Warner went back to Holt on second down, but the Rams got called for offensive pass interference on the play. The Rams made it as far as the New England 40 after a screen pass to running back Marshall Faulk, but they had to punt. Punter John Baker kicked it down to the 3.

Patriots quarterback Tom Brady completed the first of many Super Bowl passes to receiver Troy Brown for a first down at the 24. Running back Antowain Smith took a carry for nine yards, then Brady went back to Brown for a first down at the 43. That would be all the first downs New England would get on this drive, and punter Ken Walter kicked it for a touchback.

Warner threw to Holt for eight yards, and Faulk picked up the first down. Warner then hit receiver Isaac Bruce on a third-down pass at the 47. Next, he passed to Faulk for 14 more yards. The Rams got as far as the Patriots 32 before Warner’s third-down pass for receiver Ricky Proehl fell incomplete. So, kicker Jeff Wilkins made a 50-yard field goal, the third-longest in Super Bowl history, and St. Louis led 3-0.

The Patriots went three-and-out, and St. Louis got it back at their own 22. Faulk ran on three plays in a row, getting a first down. Patriots defensive end Bobby Hamilton then came up with a sack of Warner, as the first quarter came to an end.

Super Bowl XXXVI: Second Quarter

Warner threw to receiver Az-Zahir Hakim for a first down at the New England 39. He ran a draw for five more yards, but his third-down pass was deflected and nearly intercepted by linebacker Mike Vrabel. Wilkins tried a 52-yard field goal, but this one he hooked to the left, and the margin remained three.

The Patriots got a first down on a Rams holding penalty, before getting called for holding themselves. That killed their drive, and Walter punted it down to the 19. Faulk ran it a couple of times, getting five and then 15 yards, gaining a first down at the 39. But on the next play, Warner faced heavy pressure from Vrabel, and he was forced to get rid of the ball quickly. Defensive back Ty Law stepped in and intercepted his pass along the sideline and returned it 47 yards for a touchdown. The Patriots took a 7-3 lead with that pick-six.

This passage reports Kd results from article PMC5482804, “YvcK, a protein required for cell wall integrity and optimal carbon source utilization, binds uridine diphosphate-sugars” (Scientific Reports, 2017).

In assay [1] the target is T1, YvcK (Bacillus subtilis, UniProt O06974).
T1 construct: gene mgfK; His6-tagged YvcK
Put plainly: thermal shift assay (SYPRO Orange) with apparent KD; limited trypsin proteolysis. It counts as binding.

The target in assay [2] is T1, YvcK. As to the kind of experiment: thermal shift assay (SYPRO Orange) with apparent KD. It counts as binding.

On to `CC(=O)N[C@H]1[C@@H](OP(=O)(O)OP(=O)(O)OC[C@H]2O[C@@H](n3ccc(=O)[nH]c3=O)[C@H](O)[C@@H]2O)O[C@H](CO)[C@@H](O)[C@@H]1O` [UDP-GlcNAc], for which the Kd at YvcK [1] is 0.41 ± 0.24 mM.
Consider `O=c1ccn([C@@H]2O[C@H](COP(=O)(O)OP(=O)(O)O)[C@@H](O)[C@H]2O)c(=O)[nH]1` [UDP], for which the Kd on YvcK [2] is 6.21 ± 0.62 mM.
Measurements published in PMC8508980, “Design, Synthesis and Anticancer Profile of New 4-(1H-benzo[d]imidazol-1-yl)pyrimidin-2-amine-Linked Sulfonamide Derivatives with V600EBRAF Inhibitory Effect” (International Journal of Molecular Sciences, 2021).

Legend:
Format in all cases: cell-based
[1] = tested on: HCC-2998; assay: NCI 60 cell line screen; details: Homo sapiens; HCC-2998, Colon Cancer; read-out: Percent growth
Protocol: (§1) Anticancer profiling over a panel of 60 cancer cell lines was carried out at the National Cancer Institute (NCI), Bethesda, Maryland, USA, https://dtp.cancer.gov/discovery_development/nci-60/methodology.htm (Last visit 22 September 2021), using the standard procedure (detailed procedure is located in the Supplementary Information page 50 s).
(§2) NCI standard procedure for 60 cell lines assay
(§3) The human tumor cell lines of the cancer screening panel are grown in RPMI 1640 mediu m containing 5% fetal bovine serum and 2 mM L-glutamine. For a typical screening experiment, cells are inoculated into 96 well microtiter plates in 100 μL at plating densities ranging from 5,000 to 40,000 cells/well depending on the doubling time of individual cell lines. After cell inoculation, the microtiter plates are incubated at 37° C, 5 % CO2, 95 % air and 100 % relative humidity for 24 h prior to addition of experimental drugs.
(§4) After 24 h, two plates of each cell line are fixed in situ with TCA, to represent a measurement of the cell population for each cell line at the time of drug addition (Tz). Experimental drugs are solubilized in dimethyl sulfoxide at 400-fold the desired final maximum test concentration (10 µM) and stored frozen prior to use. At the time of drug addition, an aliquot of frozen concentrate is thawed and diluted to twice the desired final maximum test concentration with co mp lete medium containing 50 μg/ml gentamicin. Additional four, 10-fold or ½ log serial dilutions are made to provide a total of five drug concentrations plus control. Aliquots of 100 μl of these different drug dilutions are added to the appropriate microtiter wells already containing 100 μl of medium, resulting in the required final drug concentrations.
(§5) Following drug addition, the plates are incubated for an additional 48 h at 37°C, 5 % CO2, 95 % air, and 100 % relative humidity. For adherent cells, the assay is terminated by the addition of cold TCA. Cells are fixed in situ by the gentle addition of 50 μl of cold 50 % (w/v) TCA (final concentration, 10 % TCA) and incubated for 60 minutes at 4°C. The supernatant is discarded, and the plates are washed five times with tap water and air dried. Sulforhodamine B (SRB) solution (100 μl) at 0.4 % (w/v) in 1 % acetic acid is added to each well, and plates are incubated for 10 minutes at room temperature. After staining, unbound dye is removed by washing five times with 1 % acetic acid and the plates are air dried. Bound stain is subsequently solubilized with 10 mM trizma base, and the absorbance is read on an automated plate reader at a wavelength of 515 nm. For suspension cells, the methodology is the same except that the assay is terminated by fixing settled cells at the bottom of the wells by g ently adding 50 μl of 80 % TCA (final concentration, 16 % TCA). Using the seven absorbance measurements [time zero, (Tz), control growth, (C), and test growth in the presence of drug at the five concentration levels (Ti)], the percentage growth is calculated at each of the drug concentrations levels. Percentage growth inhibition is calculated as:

Warner came back with a pass to Holt for a first down at the 41, after bobbling the snap. He then hit Hakim for nine yards, but Faulk was stopped by linebacker Tedy Bruschi for no gain. On third down, Warner’s pass was caught by Patriots defensive back Lawyer Milloy, but out of bounds, so no interception. The Rams punted it down to the 15.

Smith took a pitch for 11 yards to start the next drive. He’d get very close to another one, which fullback Marc Edwards picked up on a carry up the middle. Brady got sacked by defensive linemen Tyoka Jackson and Leonard Little, and the Patriots had to punt after the two-minute warning.

After getting a first down on a penalty, Warner threw to Proehl for a substantial gain – but then he fumbled, having the ball knocked out of his hands by an opposing helmet. Defensive back Terrell Buckley recovered the loose ball and returned it to the St. Louis 40. Brady then fired to Brown for a first down at the 24.

Tight end Jermaine Wiggins pulled one in at the 16, and running back Kevin Faulk took a pitch behind a fantastic block by tackle Grant Williams for a first down at the 8. Brady then threw to the right corner of the end zone, complete to receiver David Patten for a touchdown. The Patriots went to the locker room with a 14-3 lead.

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    Super Bowl XXXVI: Third Quarter

    The Patriots started the second half with the ball, and Smith ran for eight yards on their first play. He then ripped off a 13-yard run into St. Louis territory. But that would be it for the Patriots on this drive, and they were forced to punt.

    After getting flagged for holding, the Rams got a first down on a pass to Hakim at the 28. Next, Warner found receiver Isaac Bruce for a first down at midfield. However, that drive stalled when defensive tackle Richard Seymour along with Vrabel sacked Warner. The Rams kicked it away inside the New England 20.

    Smith ran for a first down off left tackle beyond the 35. Patten followed with a reverse that he took down to the Rams 43. Smith got five more, but the Patriots couldn’t get past the Rams 38. They chose to punt, and this kick went for a touchback.

    Faulk ran for 12 yards to start the new drive, then added another 14-yard run later. Warner threw to Holt for five yards, but on his next pass, he was intercepted by defensive back Otis Smith, who returned it to the St. Louis 33. The Patriots moved into field goal range after a ten-yard pass from Brady to Brown.